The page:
On today’s episode of Perspectives, we are chatting with Eric George, Owner and Founder of Building Performance Group to discuss how he helps homeowners and builders of large, high-end luxury homes throughout the community maintain healthy and efficient home heating energy ratings. Heating and cooling efficiency is often one of the biggest – and most overlooked – issue that many homeowners face when purchasing an existing home.
Eric explains how he helps homeowners and builders identify their home energy ratings for newly constructed and already established, older homes. He provides simple, yet powerful advice on how homeowners can help reduce their heating and cooling bill, prevent “drafty” windows and doors, and live more comfortably with just a few simple fixes such as switching to LED lights or properly insulating the attic space.
“Existing homes are not required to meet the current building codes of newly constructed homes.” – Eric George
In This Episode of Perspectives:
- Eric explains the Home Energy Rating and how it works with the new building code updates that took place four years ago for newly constructed homes.
- He explains his inspection process for existing homes and what he looks for when he inspects an older home.
- He explains what’s involved and how long it takes to complete the Home Energy Rating inspection on large, existing homes.
- He explains why it is better to have your home inspected during certain seasons.
- He shares the most common energy efficiency issues that he has seen throughout many existing homes and what homeowners can do to fix these problems.
- We discuss how switching to LED light bulbs can help homeowners become more energy efficient and maintain a comfortable indoor temperature during the warmer weather months.
- We talk about air leakage and heat loss that occurs due to unsealed or poorly insulated windows, doors, and fireplaces.
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In this week’s episode of Perspectives, brought to you by Louisville’s luxury real estate brokerage, Lenihan Sotheby’s International Realty, I’m speaking with Eric George, the owner and founder of Building Performance, where he makes homes more comfortable, healthy, and efficient. Eric, good to see you again. How are you?
Eric: I’m great. How are you, Greg?
Greg: I am doing well. I’m going to go ahead and admit right up front that I found you, I met you, through another podcast with a builder here in town that brings you in for primarily high end, luxury custom homes. You help him find … Why don’t you explain what you do for new construction, high end, luxury homes?
Eric: What we do primarily is HERS ratings. Home energy ratings for new construction. Part of what we do is energy co-compliance verification. Most people aren’t aware, but about four years ago, the building code was updated in most states, actually. Kentucky and Indiana specifically to include basically air leakage testing and duct leakage testing. It gave builders an optional path of compliance that’s called the Performance Path.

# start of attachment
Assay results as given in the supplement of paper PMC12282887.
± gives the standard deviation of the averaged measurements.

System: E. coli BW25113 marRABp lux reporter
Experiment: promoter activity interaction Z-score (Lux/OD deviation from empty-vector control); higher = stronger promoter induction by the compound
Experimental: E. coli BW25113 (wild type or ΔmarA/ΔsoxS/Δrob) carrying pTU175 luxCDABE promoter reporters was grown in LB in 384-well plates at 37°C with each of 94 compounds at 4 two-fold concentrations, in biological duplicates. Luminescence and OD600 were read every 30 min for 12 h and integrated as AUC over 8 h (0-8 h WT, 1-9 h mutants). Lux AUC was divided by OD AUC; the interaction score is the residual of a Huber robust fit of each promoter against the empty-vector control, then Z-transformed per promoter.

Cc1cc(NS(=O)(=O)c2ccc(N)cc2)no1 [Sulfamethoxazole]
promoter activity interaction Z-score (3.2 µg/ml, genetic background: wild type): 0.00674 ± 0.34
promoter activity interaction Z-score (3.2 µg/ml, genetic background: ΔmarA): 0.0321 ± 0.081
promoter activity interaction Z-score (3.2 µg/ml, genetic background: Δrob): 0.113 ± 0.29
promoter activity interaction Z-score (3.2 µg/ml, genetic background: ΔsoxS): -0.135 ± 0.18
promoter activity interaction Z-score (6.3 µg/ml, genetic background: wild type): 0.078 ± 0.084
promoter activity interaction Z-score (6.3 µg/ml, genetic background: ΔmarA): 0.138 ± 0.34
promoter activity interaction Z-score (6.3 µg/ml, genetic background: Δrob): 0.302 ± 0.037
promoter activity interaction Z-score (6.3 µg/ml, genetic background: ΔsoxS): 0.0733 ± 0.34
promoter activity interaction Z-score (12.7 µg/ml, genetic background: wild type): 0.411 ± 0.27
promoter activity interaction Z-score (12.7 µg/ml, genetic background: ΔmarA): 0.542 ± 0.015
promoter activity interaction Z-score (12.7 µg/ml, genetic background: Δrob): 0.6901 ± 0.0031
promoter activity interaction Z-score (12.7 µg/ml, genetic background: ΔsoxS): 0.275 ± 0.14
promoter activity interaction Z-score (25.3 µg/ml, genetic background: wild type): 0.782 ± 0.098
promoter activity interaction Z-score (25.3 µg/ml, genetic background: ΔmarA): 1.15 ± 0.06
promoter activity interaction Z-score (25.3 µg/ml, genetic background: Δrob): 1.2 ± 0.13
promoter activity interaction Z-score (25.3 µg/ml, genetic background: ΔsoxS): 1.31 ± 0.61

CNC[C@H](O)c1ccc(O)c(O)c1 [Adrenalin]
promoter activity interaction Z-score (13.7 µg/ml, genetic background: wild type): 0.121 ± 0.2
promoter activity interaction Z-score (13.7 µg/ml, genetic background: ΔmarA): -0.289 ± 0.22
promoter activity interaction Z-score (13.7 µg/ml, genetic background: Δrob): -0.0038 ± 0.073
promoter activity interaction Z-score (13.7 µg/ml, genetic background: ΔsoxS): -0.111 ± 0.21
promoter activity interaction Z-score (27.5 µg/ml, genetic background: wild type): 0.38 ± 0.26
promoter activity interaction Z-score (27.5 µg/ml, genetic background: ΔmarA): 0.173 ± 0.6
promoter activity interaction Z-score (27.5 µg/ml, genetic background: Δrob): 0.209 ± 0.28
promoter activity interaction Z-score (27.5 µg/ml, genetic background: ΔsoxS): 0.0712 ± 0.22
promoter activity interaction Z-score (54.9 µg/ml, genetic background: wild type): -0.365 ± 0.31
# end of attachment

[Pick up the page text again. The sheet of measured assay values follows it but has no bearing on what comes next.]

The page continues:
For example, if a builder wants to build a new home that has a spray foamed attic, a conditioned attic, the insulation level of that attic is not exactly what the code requires. For example, the code requires a R-38 insulation in the attic. If you spray foam the attic, it only gives you a R-21, but the performance is equivalent, more or less, to an R-38, because of how much tighter the house is and the way that it’s constructed.
You take everything into account when you do an energy rating on a new house. You say, “Even though I’m putting less than R-38 in here, I’m doing all these other things.” The HERS rating proves that it complies with the code by testing it and by doing what’s called energy modeling.
Greg: That’s for new homes. We sell quite a few existing homes here. Is there an equal or a similar rule or regulation that we need to start looking at that stuff for existing homes? Is that a different animal altogether in your industry?
Eric: It’s a little bit different because existing homes are not required to meet the current building codes. If something was built 50 years ago, unless you take that house and gut it back to the studs and do some remodeling work, you don’t have to bring up the insulation levels. You don’t have to install new energy efficient windows.
What we do with existing homes is, we go through the same process as we do with new construction, except we don’t necessarily do the energy modeling part of it. We’ll do air leakage testing. We’ll do duct leakage testing on older homes. We’ll also use infrared cameras to go around and see like where’s the air leaking in-and-out of the house. Where is the insulation missing or insufficient?
There’s a lot of different tests that we can run. We can say, “All right. Here’s your older house. Here are the one, two, three, four, five things that you should do that are going to be the most cost-effective, bang-for-your-buck things to make it, not only more comfortable, but also more efficient and hopefully also more healthy for the indoor air quality.”